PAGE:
Melton athlete powers to national cycling title

Mick Stevens also has three national duathlon titles on his CV EMN-180510-145523002
Mick Stevens also has three national duathlon titles on his CV EMN-180510-145523002
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Experienced Melton athlete Mick Stevens has delivered undeniable proof that age is no barrier to sporting success after becoming a national cycling champion.

Mick turns 70 next year, but insists there is plenty more in the tank after winning the 65 to 70 years age group title at the National 50-mile Time Trial Championships.

The race was held on a familiar out-and-back course over a 25-mile section of the A46, from Seagrave to Farndon roundabout.

Despite a tough return leg, the Melton Olympic Cycling Club rider stopped the clock in an impressive time of 2hr 06min 59secs – at an average speed of more than 23mph – but had no idea he was in line for a title.

“I didn’t know I’d won anything until I was standing in the race headquarters looking at the board and someone said, ‘Mick I think you’ve won your race’.

“I didn’t even realise there were prizes for my age group so I was really chuffed.

“Going out it was really fast and I did 56 minutes for the first section, but as soon as I turned to come back it was nearly all uphill and into a strong headwind. Even the top riders were saying how hard it was coming back.

“I knew I’d done a good ride for my age group, but I’d done 2.06 earlier in the year, on a more sporting course, so was expecting to go quicker.”

It is not the first time the Melton painter and decorator has been crowned a national age group champion, having ran and cycled his way to three duathlon titles in the 1990s.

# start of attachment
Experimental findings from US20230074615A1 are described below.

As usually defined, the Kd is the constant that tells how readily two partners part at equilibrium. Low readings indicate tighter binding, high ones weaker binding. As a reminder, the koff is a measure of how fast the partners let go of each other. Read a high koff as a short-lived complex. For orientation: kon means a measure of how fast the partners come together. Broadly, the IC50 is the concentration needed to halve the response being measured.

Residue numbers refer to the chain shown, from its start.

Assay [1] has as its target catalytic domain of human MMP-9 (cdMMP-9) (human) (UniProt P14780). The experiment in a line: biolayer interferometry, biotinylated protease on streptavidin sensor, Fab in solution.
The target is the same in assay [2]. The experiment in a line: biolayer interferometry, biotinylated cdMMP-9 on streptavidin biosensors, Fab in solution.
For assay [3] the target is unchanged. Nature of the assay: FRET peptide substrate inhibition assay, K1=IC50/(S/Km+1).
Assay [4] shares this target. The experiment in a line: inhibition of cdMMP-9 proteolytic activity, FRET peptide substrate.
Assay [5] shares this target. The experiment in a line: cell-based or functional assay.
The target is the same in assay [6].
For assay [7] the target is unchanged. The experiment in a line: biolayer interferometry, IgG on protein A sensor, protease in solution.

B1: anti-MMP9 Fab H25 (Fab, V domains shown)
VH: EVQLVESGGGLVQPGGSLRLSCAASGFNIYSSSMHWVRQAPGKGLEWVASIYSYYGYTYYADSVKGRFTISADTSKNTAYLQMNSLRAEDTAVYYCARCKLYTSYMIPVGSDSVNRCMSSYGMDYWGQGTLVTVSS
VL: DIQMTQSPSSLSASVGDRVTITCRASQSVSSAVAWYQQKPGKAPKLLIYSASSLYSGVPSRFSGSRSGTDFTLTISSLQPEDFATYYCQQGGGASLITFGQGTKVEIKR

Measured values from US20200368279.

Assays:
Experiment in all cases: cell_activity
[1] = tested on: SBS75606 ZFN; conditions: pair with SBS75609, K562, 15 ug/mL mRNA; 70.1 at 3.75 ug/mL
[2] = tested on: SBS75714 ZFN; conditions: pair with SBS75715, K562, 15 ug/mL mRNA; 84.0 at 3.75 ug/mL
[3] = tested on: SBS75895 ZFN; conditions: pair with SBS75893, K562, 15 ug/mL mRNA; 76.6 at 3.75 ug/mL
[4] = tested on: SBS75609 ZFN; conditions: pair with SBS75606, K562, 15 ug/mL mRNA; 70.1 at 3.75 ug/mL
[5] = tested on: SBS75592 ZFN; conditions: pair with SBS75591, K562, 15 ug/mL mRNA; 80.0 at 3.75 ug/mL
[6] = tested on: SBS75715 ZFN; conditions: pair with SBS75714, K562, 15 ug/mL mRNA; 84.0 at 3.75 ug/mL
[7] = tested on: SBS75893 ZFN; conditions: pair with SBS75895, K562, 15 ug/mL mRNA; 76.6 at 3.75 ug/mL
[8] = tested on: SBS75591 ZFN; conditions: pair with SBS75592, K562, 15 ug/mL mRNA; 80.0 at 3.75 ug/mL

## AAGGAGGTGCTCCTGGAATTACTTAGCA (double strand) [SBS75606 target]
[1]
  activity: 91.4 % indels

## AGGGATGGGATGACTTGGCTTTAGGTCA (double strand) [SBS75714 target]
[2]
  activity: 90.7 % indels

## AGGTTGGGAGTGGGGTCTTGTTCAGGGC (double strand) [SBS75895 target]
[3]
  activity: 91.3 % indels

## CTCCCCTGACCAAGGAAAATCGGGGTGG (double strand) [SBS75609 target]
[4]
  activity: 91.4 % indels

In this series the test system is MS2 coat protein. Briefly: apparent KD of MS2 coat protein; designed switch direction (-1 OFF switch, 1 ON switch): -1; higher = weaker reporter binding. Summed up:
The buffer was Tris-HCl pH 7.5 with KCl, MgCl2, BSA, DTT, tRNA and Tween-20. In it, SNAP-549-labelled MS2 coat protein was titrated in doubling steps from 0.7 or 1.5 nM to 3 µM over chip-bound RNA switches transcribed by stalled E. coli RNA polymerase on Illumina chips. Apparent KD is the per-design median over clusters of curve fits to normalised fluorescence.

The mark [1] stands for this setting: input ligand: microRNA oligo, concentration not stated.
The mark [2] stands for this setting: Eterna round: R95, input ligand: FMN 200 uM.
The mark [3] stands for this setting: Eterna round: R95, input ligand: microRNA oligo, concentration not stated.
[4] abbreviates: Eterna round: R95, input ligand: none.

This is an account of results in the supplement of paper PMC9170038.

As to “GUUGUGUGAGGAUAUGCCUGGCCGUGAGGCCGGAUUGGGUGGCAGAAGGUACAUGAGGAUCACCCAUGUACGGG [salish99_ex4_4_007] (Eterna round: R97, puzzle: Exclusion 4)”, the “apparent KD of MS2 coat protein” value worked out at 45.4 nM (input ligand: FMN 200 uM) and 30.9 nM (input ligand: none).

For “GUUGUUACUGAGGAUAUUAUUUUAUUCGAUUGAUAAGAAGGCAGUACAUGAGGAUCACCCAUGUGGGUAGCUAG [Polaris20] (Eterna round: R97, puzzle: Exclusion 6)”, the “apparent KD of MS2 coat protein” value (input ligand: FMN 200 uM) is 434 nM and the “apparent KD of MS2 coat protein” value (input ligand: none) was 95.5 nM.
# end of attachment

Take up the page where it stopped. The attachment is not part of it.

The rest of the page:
He started running in his thirties with his brother and they quickly showed a natural aptitude for long-distance endurance events.

Mick became one of the founding members of the Stilton Striders, and still holds their marathon record of 2hr 28min 16secs, set back in 1987.

“We did our first 20-milers four months after joining the Striders and did some good times,” he added.

“We did London (Marathon) quite a few times together, always trying to break the 2hr 30 barrier. Unfortunately for my brother I did 2.28 and he did 2.32.”

Having started cycling during his duathlon days, Mick only returned to two wheels seriously last year after a knee injury persuaded him to finally put away the running shoes.

“I ended up injured again after the Stathern Duathlon so thought it was time to give up the running and went back to cycling,” he said.

“Last year I did the club time trials with Melton Olympic, and I went into open events this year.

“I hadn’t done any of those since 2008 so I’ve done a lot better than I expected, and I think there’s more to come.”